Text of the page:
So many, too few. Those two assessments, and the sense of impasse that sits between them, jostled in my head while reading Joshua Clover’s Riot. Strike. Riot. The book melds together a history of the forms of social struggle, shifting from riot to strike and now to a new mode of riot, with a reading of macroeconomic history which understands changes to capitalism since the 1970s as forcing a decomposition of the traditional workers’ movement, the decline of its methods of struggle and the production of ever-greater surplus populations. These populations, heavily racialised and subject to quotidian police violence, express social grievance through ‘riot prime’, Clover’s term for a returning array of riot tactics decoupled from their historical role in price-setting. So many: an ever-increasing population just able to subsist in the low-wage, sporadic or informal economy, but devoid of political representation, indebted and to whom society no longer pretends to offer even basic guarantees of stability or even very much hope of change. Perhaps Clapham Man’s astonishment at their number conceals a long-harboured but repressed awareness that this is how the city is structured. Too few: too few willing to look these changes in the face rather than indulge in nostalgia for times past, too few willing to ask what an adequate political articulation might be for grievance after the factory floor.
The axis of Clover’s book is the sequence of struggles in the US which comprehend the Occupy movement, college occupations, and the recent uprisings in Ferguson and Baltimore, set in a wider context stretching back to the Watts riots; we might want to include the strikes in Chicago, wage struggles in Seattle and the 2011 capitol occupation in Wisconsin as other features of this sequence. That none of these latter sit easily within the category of riot isn’t a blow to Clover’s thesis – he insists his periodisations are heuristic, not absolute, and the forms interpenetrate – but what might be most interesting about them is the involvement of the general public beyond the specific sectors in dispute, with these more traditional struggles taking on the characteristics of wider political contention in a way relatively rare today, however much the Left may wish it otherwise. An equivalent sequence in the UK might, as Endnotes suggest, include the Visteon struggles in 2009, the G20 protests, as well as the more familiar cycle of student and anti-austerity protests preceding the 2011 riots. There’s much that can be seen in parallel: an antagonistic bloc stretching across middle-class youth as well as more conventional working-class actors, signal moments of police violence, highly racialised political dynamics and surveillance-based repressive responses. There are local differences, of course, but the scope and repertoire are similar enough to be striking. Yet as a participant in many of those events in the UK, I felt the absence of a central and awkward category: the demonstration.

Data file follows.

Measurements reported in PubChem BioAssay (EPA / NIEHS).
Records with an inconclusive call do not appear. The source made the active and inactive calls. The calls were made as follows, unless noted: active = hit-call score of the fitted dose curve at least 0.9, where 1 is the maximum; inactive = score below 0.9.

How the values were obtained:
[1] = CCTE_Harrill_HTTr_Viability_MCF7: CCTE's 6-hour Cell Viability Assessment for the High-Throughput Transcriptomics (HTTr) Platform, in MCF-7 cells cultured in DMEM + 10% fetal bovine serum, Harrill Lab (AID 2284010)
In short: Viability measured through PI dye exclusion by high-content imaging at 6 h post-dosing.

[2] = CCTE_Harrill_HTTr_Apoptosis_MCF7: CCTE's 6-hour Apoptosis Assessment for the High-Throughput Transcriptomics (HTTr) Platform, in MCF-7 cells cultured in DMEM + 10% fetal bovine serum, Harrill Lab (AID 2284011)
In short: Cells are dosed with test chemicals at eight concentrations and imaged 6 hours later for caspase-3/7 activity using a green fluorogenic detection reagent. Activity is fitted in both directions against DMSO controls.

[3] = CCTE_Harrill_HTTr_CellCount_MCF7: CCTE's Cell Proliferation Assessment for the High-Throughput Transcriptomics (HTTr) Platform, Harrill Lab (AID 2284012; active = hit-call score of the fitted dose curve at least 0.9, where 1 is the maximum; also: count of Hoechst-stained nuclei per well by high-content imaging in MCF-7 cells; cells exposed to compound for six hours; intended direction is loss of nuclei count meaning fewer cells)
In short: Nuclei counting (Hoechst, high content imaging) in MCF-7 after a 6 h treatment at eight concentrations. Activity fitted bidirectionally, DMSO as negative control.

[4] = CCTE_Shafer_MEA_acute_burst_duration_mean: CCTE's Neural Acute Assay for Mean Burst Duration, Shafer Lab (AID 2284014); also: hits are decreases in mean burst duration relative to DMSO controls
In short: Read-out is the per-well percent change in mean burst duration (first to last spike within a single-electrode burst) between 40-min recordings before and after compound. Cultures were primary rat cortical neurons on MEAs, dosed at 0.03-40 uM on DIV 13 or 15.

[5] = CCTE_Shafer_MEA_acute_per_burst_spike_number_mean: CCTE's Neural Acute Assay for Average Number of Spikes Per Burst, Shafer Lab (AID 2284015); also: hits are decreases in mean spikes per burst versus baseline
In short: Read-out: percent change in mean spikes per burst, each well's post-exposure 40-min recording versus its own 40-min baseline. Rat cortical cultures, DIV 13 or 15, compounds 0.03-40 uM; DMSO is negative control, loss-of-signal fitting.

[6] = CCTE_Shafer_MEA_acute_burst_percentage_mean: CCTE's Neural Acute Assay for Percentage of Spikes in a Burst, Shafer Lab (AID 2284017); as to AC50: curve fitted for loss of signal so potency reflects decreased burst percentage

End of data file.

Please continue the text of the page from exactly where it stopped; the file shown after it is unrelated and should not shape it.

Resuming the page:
The demonstration is neither riot nor strike, though it can be linked with either, or carry them latently. If a riot is hard to read, then a demonstration intends to be read and understood: it makes demands on power, and seeks to signify their importance through numbers. At times, those numbers might well pose a threat in themselves, directly or electorally, to those in power; more often, they are intended to add symbolic weight to their demand, in order to see them met. And many of the events of the UK cycle conceived of themselves as demonstrations, not riots. If, as the LSE’s research suggests, the August riots spread through a deep and shared anti-police feeling, then it is important to remember that they erupted out of a demonstration demanding police meet the family of a man they had just killed, and give answers about his death. Those demands were political claims: they were both specific, about how the police had acted in this case, and general, in that they articulated a wider grievance about how the police treat black people in Tottenham and across the city. The police’s refusal even to recognise Mark Duggan’s family as interlocutors, to treat them with even minimal respect, to send any representative to meet them is significant here: that contempt fuelled the subsequent riot. It was a riot therefore born out of the refusal to hear or recognise a political demand – a dimension that is sometimes foreclosed either in contempt of the mediation typical of a political demonstration, or minimised in a preference for spontaneity or ‘demandless’ riots.